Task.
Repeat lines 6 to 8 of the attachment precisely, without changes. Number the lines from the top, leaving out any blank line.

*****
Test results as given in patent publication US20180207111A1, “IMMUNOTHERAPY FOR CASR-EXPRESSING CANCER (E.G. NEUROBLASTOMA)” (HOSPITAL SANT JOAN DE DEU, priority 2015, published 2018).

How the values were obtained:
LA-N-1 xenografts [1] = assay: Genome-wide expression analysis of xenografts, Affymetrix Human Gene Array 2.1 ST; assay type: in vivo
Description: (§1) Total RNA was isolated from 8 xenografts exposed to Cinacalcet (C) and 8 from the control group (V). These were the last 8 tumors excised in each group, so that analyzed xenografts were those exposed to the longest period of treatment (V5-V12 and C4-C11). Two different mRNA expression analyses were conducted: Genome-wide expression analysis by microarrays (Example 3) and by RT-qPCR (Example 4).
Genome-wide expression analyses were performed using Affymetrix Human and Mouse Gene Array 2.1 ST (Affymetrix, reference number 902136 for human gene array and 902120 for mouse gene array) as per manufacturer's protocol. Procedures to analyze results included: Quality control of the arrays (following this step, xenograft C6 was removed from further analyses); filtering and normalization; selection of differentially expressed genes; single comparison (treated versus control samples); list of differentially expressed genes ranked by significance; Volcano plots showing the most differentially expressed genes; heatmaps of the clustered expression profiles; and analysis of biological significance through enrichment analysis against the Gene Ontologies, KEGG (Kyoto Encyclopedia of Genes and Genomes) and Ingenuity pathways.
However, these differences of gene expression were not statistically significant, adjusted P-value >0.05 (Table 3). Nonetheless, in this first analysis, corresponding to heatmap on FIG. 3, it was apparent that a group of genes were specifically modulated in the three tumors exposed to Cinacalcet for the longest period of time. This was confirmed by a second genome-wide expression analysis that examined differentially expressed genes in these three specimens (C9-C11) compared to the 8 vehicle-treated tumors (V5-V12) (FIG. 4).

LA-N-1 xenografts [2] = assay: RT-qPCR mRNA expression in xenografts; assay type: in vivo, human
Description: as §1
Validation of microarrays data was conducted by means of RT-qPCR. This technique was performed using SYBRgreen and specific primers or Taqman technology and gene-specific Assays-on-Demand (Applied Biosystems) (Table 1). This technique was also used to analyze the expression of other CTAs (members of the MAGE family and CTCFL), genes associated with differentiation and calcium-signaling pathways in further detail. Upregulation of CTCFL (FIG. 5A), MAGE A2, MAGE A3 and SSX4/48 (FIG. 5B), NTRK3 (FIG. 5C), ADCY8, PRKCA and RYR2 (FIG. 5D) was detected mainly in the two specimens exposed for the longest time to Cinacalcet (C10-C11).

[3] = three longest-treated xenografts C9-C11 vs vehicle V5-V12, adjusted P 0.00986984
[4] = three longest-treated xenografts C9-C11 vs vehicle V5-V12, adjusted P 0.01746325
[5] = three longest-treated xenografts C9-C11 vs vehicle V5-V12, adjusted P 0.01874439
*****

However, these differences of gene expression were not statistically significant, adjusted P-value >0.05 (Table 3). Nonetheless, in this first analysis, corresponding to heatmap on FIG. 3, it was apparent that a group of genes were specifically modulated in the three tumors exposed to Cinacalcet for the longest period of time. This was confirmed by a second genome-wide expression analysis that examined differentially expressed genes in these three specimens (C9-C11) compared to the 8 vehicle-treated tumors (V5-V12) (FIG. 4).

LA-N-1 xenografts [2] = assay: RT-qPCR mRNA expression in xenografts; assay type: in vivo, human
Description: as §1